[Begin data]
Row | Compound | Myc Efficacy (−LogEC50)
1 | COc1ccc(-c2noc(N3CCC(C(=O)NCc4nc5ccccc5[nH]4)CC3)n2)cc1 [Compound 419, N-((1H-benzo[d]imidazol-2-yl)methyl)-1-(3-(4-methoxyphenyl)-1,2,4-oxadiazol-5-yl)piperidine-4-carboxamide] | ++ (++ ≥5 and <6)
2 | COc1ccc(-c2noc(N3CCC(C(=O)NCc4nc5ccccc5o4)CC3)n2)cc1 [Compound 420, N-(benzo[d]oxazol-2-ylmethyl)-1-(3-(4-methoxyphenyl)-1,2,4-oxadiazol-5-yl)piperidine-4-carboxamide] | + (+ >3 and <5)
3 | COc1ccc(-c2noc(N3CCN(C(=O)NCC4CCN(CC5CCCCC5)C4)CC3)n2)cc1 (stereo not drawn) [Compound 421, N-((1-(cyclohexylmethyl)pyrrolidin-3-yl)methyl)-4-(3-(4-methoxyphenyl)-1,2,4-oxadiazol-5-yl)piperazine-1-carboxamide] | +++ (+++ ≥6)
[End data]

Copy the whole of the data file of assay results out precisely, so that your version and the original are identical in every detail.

Row | Compound | Myc Efficacy (−LogEC50)
1 | COc1ccc(-c2noc(N3CCC(C(=O)NCc4nc5ccccc5[nH]4)CC3)n2)cc1 [Compound 419, N-((1H-benzo[d]imidazol-2-yl)methyl)-1-(3-(4-methoxyphenyl)-1,2,4-oxadiazol-5-yl)piperidine-4-carboxamide] | ++ (++ ≥5 and <6)
2 | COc1ccc(-c2noc(N3CCC(C(=O)NCc4nc5ccccc5o4)CC3)n2)cc1 [Compound 420, N-(benzo[d]oxazol-2-ylmethyl)-1-(3-(4-methoxyphenyl)-1,2,4-oxadiazol-5-yl)piperidine-4-carboxamide] | + (+ >3 and <5)
3 | COc1ccc(-c2noc(N3CCN(C(=O)NCC4CCN(CC5CCCCC5)C4)CC3)n2)cc1 (stereo not drawn) [Compound 421, N-((1-(cyclohexylmethyl)pyrrolidin-3-yl)methyl)-4-(3-(4-methoxyphenyl)-1,2,4-oxadiazol-5-yl)piperazine-1-carboxamide] | +++ (+++ ≥6)